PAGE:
MARGARET MOTTER WRITING: Martin Green and the Civil War

Pine Mountain Settlement School
Series 09: Staff/Personnel

CONTENTS – MARGARET MOTTER WRITING: “MARTIN GREEN AND THE CIVIL WAR”

[2 typewritten pages, images 07016 and  07017]

This is the transcription by Margaret Motter of her apparent interview with a Civil War veteran, Martin Green. His opinions and observations cover the following subjects:

battle ; Battle of Gettysburg ; Five Forks ; Cedar Creek ; Cedar Lake ; starving soldiers ; Melvin’s Hill ; Cold Harbour ; Richmond ; General Lee ; General Forest ; Stonewall Jackson ; Longstreet ; Roosevelt ; gold ; “the three C’s” ; Republicans ; Democrats ; “old Slemp” ; Sheridan ; Louis Miller ; marriage ; the devil and whisky ; horses ; infantry ; 1863 ;


GALLERY


TRANSCRIPTION

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Martin Green and the Civil War

They starved us out. If we had a had somethin’ t’ eat we’d have fit as long as they did. I went four days without a bite down me. And I never growled either. General Lee asked General Forest if his men didn’t growl none and he said they never even said nothing about being hungry. He said “My men ain’t agoin’ to growl. They are agoin’ to fight.”

There at Gettysburg where we made that desperate charge we hadn’t had only one meal that day, that mess in the evenin’.

Melvin’s hill was where we had the worst kickin’. There was a place where we did win victory, but I don’t know whether you can call hit and the Cold Harbour Lee’s last victory. I think there was his last victory.

Lee was a great big robust stout lookin’ man, and always with a smile on his face. Stonewall Jackson was a Christian, Miss, if ever there was a Christian on earth. He would wear his hat on the side this way, but he would take hit off and you would see his lips moving and then he would blow his charge and go into it. And I never see him go into a charge but what he would come out victorious.

Roosevelt is a coming out, aint he? I think he is a going to take all the money he can take out. He is a bringing in the gold now. He is doing something I didn’t expect him to do – a bringing the gold back good again. And then I am a little grain dubious – hit’s a sight. There is men today runnin’ big business that takes a whole man to collect a tax.

The three C’s is a very good thing but if it hadn’t been for the 3 C’s we wouldn’t have had a road there. The three C’s is all right. Of course some of them say “Well, Uncle Martin, you got just as much under the Republican party as you did from the Democrats. But I believe the hateful thoughts of the bloody sheriff would have caused me to lose from the Republican party.

Mammy know’d I would go in the army or do worser. It was that or I would have got in with old Slemp. Louise she thought the world of old Slemp but if she had of knowed him like I did she wouldn’t have thought so much of him. He just took him and his garrilars back to Richmond and turned them over to Lee and let Lee make them fight.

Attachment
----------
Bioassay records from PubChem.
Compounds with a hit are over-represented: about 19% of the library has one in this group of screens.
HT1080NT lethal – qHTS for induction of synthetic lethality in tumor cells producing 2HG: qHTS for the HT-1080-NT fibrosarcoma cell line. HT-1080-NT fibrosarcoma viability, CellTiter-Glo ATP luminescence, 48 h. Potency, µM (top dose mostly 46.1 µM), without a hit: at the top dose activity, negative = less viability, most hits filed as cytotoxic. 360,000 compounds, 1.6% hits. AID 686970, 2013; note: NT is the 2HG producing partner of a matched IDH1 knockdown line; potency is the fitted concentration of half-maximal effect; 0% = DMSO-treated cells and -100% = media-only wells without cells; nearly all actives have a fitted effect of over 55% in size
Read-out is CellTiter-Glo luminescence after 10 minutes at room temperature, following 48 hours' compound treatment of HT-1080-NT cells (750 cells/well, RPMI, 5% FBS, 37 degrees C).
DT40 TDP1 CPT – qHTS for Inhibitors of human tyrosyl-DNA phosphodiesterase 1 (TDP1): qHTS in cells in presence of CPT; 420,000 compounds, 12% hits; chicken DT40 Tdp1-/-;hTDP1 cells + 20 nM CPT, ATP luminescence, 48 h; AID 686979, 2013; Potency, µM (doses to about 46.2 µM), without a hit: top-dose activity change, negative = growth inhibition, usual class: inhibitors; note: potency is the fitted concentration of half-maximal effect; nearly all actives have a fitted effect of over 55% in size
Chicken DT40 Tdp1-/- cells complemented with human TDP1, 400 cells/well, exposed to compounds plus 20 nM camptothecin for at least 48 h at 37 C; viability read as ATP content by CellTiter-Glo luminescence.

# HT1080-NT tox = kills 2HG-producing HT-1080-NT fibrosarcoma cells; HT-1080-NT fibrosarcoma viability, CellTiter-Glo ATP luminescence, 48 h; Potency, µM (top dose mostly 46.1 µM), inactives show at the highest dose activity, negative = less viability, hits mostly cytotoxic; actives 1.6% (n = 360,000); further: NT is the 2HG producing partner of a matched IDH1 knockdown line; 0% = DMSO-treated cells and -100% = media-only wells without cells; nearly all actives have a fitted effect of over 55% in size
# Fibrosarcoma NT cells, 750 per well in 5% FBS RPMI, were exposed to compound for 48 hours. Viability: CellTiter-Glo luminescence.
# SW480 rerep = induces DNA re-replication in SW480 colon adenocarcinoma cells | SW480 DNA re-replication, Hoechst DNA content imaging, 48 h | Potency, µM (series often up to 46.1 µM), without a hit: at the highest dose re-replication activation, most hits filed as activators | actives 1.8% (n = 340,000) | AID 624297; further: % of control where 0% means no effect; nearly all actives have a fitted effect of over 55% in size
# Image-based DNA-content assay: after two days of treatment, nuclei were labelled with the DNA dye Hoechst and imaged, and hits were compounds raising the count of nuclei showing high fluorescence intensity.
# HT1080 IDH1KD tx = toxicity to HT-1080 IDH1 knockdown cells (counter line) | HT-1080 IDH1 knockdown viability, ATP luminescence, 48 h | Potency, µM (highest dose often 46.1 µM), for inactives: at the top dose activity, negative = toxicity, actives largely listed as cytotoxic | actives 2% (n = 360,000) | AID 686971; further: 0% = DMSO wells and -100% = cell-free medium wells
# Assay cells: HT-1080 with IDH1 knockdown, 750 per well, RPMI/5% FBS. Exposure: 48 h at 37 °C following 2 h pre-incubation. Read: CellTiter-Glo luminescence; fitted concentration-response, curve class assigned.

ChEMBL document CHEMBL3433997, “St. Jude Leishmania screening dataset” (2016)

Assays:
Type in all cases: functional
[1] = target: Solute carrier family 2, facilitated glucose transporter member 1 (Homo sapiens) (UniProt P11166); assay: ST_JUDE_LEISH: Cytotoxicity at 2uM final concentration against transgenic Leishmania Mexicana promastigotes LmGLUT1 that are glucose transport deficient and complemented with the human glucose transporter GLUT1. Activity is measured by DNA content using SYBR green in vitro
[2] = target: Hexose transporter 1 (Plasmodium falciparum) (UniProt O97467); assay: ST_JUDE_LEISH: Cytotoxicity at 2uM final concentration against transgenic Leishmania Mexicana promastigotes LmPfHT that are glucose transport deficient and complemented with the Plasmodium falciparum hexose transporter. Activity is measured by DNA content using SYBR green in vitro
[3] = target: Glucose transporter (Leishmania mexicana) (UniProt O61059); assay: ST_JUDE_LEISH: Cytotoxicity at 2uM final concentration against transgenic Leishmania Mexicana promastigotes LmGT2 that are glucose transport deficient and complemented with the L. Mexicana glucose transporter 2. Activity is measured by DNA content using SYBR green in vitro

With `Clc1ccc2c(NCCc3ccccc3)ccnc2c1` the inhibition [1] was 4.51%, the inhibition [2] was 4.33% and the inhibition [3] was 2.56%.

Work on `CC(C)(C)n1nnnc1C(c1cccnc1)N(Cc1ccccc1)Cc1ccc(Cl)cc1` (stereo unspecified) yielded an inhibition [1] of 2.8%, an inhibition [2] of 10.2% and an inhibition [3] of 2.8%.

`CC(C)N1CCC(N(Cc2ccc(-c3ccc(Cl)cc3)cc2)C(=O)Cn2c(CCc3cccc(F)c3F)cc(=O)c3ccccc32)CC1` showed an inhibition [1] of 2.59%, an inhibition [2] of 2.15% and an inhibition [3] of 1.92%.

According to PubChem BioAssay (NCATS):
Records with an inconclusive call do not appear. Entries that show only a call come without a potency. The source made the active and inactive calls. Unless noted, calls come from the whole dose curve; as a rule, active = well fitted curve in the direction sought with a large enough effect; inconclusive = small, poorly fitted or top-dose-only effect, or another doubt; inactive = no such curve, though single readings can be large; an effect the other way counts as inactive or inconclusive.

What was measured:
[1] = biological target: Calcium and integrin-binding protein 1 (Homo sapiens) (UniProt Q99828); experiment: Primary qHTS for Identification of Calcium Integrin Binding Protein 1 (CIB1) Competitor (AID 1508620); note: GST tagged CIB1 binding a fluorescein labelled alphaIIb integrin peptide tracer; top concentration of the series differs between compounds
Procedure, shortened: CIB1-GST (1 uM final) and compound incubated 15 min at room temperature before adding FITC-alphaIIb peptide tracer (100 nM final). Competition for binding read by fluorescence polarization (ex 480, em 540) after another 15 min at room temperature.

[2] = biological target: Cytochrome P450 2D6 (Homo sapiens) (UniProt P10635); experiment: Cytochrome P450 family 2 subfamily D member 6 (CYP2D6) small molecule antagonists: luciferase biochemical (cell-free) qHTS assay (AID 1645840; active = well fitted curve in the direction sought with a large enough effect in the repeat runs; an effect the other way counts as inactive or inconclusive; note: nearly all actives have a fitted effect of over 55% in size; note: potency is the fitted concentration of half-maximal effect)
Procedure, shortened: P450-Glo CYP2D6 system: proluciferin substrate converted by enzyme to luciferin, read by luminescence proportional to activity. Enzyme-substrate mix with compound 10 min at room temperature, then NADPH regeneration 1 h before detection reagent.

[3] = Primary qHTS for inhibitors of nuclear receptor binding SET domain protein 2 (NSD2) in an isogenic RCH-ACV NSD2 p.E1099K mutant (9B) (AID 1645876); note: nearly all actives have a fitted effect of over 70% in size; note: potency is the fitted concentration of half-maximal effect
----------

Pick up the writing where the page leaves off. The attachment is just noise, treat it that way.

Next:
Longstreet — If we had of minded Longstreet in the [place] of minding Lee we would have been victorious. If we had of fit ’em out at Five Forks we would have had them right there. If I was nothing but a fourteen year old boy I used my sabry all the same. If it hadn’t of been for us General Lee would have had to surrender several months before he did because you see about four months before he got into the Battle of Gettysburg there at Cedar Creek where we fit Sheridan and we hadn’t of brought it up he would have had to fight Sheridan.

At Cedar Lake if it hadn’t of been for Stonewall Jackson we would have had one of the worst killin’s you ever saw in your life. We was a fightin’ about forty-five thousand and only 500 of us. We sent for reinforcements and Longstreet come. Man, he come just his horses layin’ flat, his infantry double quickin’ behind. Just a few minutes after he got there at the raise he see’d we were a fightin’ a big army. We knowed what we were a doing. We found Sheridan and his whole crew there.

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I enlisted in 1863.

General Lee when he spoke anything to his men hit come from the heart. General Lee would of rather of died than to give up his men, but he couldn’t stand to see ’em starve any more. We was a standin’ there in the woods formed in a solid line. He come on us, and if he had of opened fire on us we would of fit ’em till we went down to a man. If we had of had provision we would a fit right on, but a man cain’t fight on an empty belly.

They was a young girl I loved and we wanted to marry but she was only sixteen and I was fifteen and they wouldn’t let us marry because we was that young. So we went on and when I was sixty-seven and she was sixty-six, we went to the magistrate and married and I lived with her to her last breath died, and if she was living now I would be with her yet.

I want to tell you ladies, that Louis Miller is over a hundred years old. If you count up the age she was when the war come, and the time that has went since then, you will see that she has got to be more than a hundred. When I was a boy she was a grown woman and weighed a sight more than she do now. I would die before I’d lie about my age.

I tell you ladies the devil and whisky is man’s worst enemies. I ain’t a man to foller whisky but when I am drunk you can’t tell I am. I’m just the same funny feller that I always was. But get me mad and get me drunk and god almighty keep out o’ my way. I kilt a feller without saying a word to him onct. He come up and drawed a knife just like that and I reached fer my gun and shot him down like a dog and went right up to the magistrate and said “—–, I am you man.” He says “What fer, Mart?” and I says “I kilt a man a minute ago.” He says “I won’t make no warrant for you when I been hearing him say just that morning that he was aimin’ to kill you.” etc.


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